If you were a high-roller that stayed regularly, I'll bet you they wouldn't nickle and dime you, not unless they were morons and wanted to drive you into the hands of the competition. The rest of us are just sheep to be fleeced.

For the lower cost hotels (like the Holiday Inn Expresses), where there is no built in restaurant, and they offer amenities like free wifi and free continental breakfast, they're targeting repeat business and price sensitive travelers. They often don't have the best location compared to the resort hotels (you *will* need a car), but as a consequence their expenses are probably lower. The more extreme version of this are the Extended Stay type hotels, which have kitchens and refrigerators.

The really dumpy hotels have no choice. Their plant is run down, and they may be a no-name. Unless they offer free amenities, nobody in their right mind is going to stay at their place (assuming similar nightly rents) unless there's no choice.

Comment Missed Opportunity? (Score 4, Interesting) 81

So... Getty Images, instead of using the power of image-matching algorithms to get more customers for its library by setting up a checkout point at the end of the auto-slideshow and/or tack on advertising (ala YouTube) just torpedoed the whole thing instead.

You figure they had the tech to identify the infringing images to begin with. Why not just say to Microsoft "hey, we have this set of algorithms that you're welcome to use to improve your widget. Let's talk about blanket licensing for Bing in exchange for downstream revenue."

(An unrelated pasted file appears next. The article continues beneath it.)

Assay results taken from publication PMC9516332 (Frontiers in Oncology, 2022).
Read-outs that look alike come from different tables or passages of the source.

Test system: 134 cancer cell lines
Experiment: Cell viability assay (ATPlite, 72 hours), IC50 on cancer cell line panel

Comment Re:Perjury? (Score 2) 306

So... why not small claims? If every person who was in the right on YouTube filed a small claims case against a media entity, they could be bled to death through a thousand cuts, and it would either put a stop to the practice, or make judges aware that the big media companies are abusing their power, which could be very helpful once someone wants to do a class action to stop what is essentially private taxation (running ads on independently produced content) for the benefit of corporations. I mean, seriously - we've seen this before. Independent artist releases album. Independent artist's track gets licensed and used for some big movie studio trailer. Big movie studio trailer gets uploaded to YouTube by big movie studio. Next thing you know, independent artist's promo videos get banned or adjacked because some idiot matching algorithm looks at big movie studio trailer, automatically assumes big movie studio owns the independent artist's works, and now independent artist is screwed and has to do double the work to reclaim the rights to their own work.
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(since any mention of this in any of the existing threads are being modded down, despite being marked "informative")